El Greco, Ribera, Velzquez, Murillothese are but a few of the great artists of Spain's golden age of painting. This authoritative and handsome book-an enlarged and revised version of the author's Golden Age of Painting in Spain
surveys the development of painting in Spain during this fascinating period, focusing on the interaction between art and the prevailing socioeconomic and political conditions.
|Art in Britain 1660–1815
by David H. Solkin – Hardcover: 378 pages; Paul Mellon Centre BA; 1st edition (Dec 1, 2015)Art in Britain 1660–1815
presents the first social history of British art from the period known as the long 18th century, and offers a fresh and challenging look at the major developments in painting, drawing, and printmaking that took place during this period. It describes how an embryonic London art world metamorphosed into a flourishing community of native and immigrant practitioners, whose efforts ultimately led to the rise of a British School deemed worthy of comparison with its European counterparts.
Within this larger narrative are authoritative accounts of the achievements of celebrated artists such as Peter Lely, William Hogarth, Thomas Gainsborough, and J.M.W. Turner. David H. Solkin has interwoven their stories and many others into a critical analysis of how visual culture reinforced, and on occasion challenged, established social hierarchies and prevailing notions of gender, class, and race as Britain entered the modern age. More than 300 artworks, accompanied by detailed analysis, beautifully illustrate how Britain’s transformation into the world’s foremost commercial and imperial power found expression in the visual arts, and how the arts shaped the nation in return.
Edwardian Opulence: British Art at the Dawn of the Twentieth Century
by Angus Trumble, Andrea Wolk Rager – Hardcover: 420 pages; Yale Center for British Art; 1st edition (Mar 26, 2013)
The Edwardian age was as brief as the Victorian era that preceded it was long. It has been depicted as an indolent summer afternoon of imperial and elite complacency, but also as a period of rapid political, economic, and artistic change, culminating in the First World War. This magnificent book explores themes of power, nostalgia, and a contrasting lightness of touch that characterized the period. Issues of creation, consumption, and display are examined through a range of objects, including portraits by Sargent and Boldini, diamond tiaras and ostrich-feather fans, jewel-like Autochrome color photography, and a spectacular embroidered gown that belonged to the American-born Vicereine of India.
Irish Rural Interiors in Art
by Claudia Kinmonth – Hardcover: 320 pages; Yale University Press (May 31, 2006)
This book offers a fascinating view of many aspects of Irish rural life from the eighteenth to the mid twentieth century. Illustrated with more than 250 images, many of which have not been published before, the book evokes the hardships and celebrations of laborers and farmers, men and women, the old and the young as depicted in oil paintings, watercolors, drawings, prints, postcards, and cartoons. Most of the illustrations show people engaged in indoor activities at home, but schools, shops, pubs, and doctors surgeries are also included. Claudia Kinmonth draws on extensive knowledge of the material culture of rural life to present a new social history of Irish country people.
Working within a broadly chronological framework, the author addresses such themes and patterns of rural life as the architecture of houses, where people slept, cooking over the open hearth, rural dress, display, childcare, work within the home, the arrangement of marriages, weddings, wakes, and celebrations. The book also explores why Irish and foreign artists depicted rural interiors and sets their work in the context of art history.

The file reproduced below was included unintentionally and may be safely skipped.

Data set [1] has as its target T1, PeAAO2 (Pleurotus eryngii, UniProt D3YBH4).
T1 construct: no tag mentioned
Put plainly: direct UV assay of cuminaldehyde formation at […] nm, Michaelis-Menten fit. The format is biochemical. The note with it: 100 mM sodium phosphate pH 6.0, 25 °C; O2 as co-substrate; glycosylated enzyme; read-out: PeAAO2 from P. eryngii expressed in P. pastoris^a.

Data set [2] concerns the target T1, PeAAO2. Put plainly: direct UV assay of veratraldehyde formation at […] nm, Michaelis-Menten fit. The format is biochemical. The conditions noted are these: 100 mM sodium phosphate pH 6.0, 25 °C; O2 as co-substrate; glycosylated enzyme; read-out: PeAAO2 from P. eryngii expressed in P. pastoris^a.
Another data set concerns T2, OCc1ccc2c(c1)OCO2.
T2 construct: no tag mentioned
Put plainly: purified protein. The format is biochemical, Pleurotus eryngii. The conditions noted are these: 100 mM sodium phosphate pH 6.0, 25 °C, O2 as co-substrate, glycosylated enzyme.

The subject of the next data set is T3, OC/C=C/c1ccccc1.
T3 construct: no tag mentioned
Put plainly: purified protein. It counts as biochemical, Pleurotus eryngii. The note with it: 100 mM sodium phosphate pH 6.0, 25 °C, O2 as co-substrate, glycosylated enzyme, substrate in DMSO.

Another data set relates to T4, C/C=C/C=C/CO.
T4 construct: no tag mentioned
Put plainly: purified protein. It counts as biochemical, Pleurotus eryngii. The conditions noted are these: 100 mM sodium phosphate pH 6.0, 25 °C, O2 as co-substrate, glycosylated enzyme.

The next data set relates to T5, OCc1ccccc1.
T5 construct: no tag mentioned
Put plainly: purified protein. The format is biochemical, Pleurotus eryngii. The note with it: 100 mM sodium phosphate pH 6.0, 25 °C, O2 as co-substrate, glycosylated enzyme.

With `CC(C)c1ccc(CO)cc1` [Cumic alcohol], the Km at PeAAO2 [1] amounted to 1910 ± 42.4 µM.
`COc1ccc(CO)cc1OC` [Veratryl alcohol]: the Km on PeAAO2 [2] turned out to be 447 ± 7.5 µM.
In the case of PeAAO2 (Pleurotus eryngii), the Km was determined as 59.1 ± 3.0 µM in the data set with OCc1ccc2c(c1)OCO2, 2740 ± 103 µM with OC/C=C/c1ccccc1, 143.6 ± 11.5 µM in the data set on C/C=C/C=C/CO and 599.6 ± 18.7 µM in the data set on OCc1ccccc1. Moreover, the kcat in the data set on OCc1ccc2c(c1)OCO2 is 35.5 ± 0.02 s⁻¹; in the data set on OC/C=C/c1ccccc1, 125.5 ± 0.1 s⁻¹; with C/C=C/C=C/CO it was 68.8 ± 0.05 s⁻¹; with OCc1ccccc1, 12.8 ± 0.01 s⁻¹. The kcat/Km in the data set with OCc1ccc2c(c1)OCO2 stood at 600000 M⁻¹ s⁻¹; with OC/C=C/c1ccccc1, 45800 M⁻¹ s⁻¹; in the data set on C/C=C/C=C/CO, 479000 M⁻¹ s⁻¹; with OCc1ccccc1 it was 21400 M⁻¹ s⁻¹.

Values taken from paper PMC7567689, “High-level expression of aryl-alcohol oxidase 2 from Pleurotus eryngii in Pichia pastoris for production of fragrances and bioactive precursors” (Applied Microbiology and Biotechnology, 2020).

European Art of the Eighteenth Century
by Daniela Tarabra – Paperback: 384 pages; J. Paul Getty Museum; 1st edition (Aug 11, 2008)
This latest volume in the Art Through the Centuries series presents the most important artists and artistic concepts of the eighteenth century. While the Baroque style, with its emphasis on emotionalism and naturalistic forms, had dominated the seventeenth century, a new sensibility, the Rococo, emerged in the early years of the next century.
The Painting of Modern Life: Paris in the Art of Manet and His Followers
by T. J. Clark Paperback: 406 pages; Gardners Books; 2nd edition (Dec 31, 1999)Reader review:
As a student of nineteenth century French painting, I think this may in fact be the finest book ever written on Parisian painting in the time of Haussmanization. Clark manages to offer an intelligent Marxist-based claim about class and the emerging Parisian landscape in the 60's without losing sight of the paintings themselves. While most scholars feel the genius of this book lies in his wonderful discussion of "what couldn't be seen in Olympia", I find the first chapter "Environs of Paris" equally fascinating in its discussion of Manet's Exposition Universelle of 1867. A MUST read for any lover of Parisian history or Manet.
Painting of the Golden Age: A Biographical Dictionary of Seventeenth-Century European Painters
by Adelheid M. Gealt Hardcover: 800 pages; Greenwood Press (Sep 30, 1993)
For this compendium of well-summarized biographies of about 300 painters active in the 1600s, Gealt (curator, Indiana Univ. Arts Museum) selected artists based on their "importance... contributions... amount of scholarship available... and the inherent quality of their oeuvre." Given these criteria, the selected artists are largely Italian and Dutch/Flemish, with a smattering of other nationalities. Each essay (ranging from one to eight pages) concentrates on biographical facts, training, and discussions of major works and style. Completing each entry are a list of additional works keyed to location (though no clear criteria for inclusion are given) and a bibliography keyed to a master bibliography. A secondary work, but useful at an undergraduate level both for the summary biographies and as an introduction to the mostly English-language literature.
Jack Perry Brown, Art Inst. of Chicago Lib. Copyright 1993 Reed Business Information, Inc.
British Painting: The Golden Age
by William Vaughn – Paperback: 256 pages; Thames & Hudson (Jun 17, 1999)
From Hogarth's first works around 1730 to the death of Turner in 1851, Britain's status as an artistic nation was dramatically transformed.